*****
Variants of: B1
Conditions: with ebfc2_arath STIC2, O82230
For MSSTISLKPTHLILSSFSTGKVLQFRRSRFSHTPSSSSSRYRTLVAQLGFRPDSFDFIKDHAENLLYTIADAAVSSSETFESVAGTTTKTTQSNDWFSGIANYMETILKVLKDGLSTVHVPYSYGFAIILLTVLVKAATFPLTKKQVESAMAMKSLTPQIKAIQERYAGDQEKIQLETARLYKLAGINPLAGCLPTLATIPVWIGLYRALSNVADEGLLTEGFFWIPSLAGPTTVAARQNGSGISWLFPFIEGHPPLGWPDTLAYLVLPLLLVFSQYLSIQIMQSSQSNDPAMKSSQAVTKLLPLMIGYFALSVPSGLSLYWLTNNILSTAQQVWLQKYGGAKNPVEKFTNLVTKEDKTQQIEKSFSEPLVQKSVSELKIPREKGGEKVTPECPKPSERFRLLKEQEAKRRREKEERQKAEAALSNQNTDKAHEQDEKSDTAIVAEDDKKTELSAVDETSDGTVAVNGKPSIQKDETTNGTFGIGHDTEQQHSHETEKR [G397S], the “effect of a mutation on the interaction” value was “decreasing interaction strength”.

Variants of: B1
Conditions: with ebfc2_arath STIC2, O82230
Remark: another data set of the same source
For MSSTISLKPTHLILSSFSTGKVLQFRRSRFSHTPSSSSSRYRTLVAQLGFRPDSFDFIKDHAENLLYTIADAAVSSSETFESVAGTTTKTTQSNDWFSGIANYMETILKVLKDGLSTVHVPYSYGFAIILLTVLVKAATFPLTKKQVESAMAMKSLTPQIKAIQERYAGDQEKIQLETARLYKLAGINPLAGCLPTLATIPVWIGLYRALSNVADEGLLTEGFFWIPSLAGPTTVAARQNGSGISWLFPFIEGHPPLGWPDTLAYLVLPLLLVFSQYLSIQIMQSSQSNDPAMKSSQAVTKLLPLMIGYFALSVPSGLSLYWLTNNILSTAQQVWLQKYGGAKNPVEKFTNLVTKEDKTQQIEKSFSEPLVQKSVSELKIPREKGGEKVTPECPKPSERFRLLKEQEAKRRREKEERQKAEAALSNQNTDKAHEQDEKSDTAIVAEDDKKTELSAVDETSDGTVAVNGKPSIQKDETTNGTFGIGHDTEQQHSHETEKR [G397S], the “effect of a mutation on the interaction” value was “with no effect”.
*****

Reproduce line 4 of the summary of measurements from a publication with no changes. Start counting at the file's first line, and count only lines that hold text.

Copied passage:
Variants of: B1